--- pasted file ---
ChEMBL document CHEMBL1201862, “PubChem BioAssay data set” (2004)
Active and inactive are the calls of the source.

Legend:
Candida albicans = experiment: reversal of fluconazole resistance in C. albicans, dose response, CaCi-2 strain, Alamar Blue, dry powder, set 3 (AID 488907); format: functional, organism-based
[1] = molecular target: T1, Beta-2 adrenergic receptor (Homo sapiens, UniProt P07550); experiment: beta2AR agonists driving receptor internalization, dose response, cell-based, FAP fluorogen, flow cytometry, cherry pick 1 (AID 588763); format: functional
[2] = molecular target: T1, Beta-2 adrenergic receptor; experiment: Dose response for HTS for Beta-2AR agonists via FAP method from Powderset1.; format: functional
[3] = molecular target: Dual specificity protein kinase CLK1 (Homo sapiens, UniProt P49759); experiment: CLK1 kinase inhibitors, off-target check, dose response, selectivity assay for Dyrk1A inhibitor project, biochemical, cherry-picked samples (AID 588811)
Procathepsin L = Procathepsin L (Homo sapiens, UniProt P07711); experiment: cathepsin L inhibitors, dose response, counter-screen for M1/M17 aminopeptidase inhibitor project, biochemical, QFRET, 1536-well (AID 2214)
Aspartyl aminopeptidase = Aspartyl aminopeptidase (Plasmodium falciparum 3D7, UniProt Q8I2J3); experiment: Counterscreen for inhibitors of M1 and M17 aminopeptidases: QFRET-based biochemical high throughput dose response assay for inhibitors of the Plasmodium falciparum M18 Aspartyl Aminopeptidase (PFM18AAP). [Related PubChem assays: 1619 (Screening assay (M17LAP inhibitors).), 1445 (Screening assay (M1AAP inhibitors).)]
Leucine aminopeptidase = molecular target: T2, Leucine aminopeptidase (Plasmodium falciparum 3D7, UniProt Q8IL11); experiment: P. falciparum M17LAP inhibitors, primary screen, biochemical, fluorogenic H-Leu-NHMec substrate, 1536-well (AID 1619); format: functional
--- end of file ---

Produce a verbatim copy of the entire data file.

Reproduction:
ChEMBL document CHEMBL1201862, “PubChem BioAssay data set” (2004)
Active and inactive are the calls of the source.

Legend:
Candida albicans = experiment: reversal of fluconazole resistance in C. albicans, dose response, CaCi-2 strain, Alamar Blue, dry powder, set 3 (AID 488907); format: functional, organism-based
[1] = molecular target: T1, Beta-2 adrenergic receptor (Homo sapiens, UniProt P07550); experiment: beta2AR agonists driving receptor internalization, dose response, cell-based, FAP fluorogen, flow cytometry, cherry pick 1 (AID 588763); format: functional
[2] = molecular target: T1, Beta-2 adrenergic receptor; experiment: Dose response for HTS for Beta-2AR agonists via FAP method from Powderset1.; format: functional
[3] = molecular target: Dual specificity protein kinase CLK1 (Homo sapiens, UniProt P49759); experiment: CLK1 kinase inhibitors, off-target check, dose response, selectivity assay for Dyrk1A inhibitor project, biochemical, cherry-picked samples (AID 588811)
Procathepsin L = Procathepsin L (Homo sapiens, UniProt P07711); experiment: cathepsin L inhibitors, dose response, counter-screen for M1/M17 aminopeptidase inhibitor project, biochemical, QFRET, 1536-well (AID 2214)
Aspartyl aminopeptidase = Aspartyl aminopeptidase (Plasmodium falciparum 3D7, UniProt Q8I2J3); experiment: Counterscreen for inhibitors of M1 and M17 aminopeptidases: QFRET-based biochemical high throughput dose response assay for inhibitors of the Plasmodium falciparum M18 Aspartyl Aminopeptidase (PFM18AAP). [Related PubChem assays: 1619 (Screening assay (M17LAP inhibitors).), 1445 (Screening assay (M1AAP inhibitors).)]
Leucine aminopeptidase = molecular target: T2, Leucine aminopeptidase (Plasmodium falciparum 3D7, UniProt Q8IL11); experiment: P. falciparum M17LAP inhibitors, primary screen, biochemical, fluorogenic H-Leu-NHMec substrate, 1536-well (AID 1619); format: functional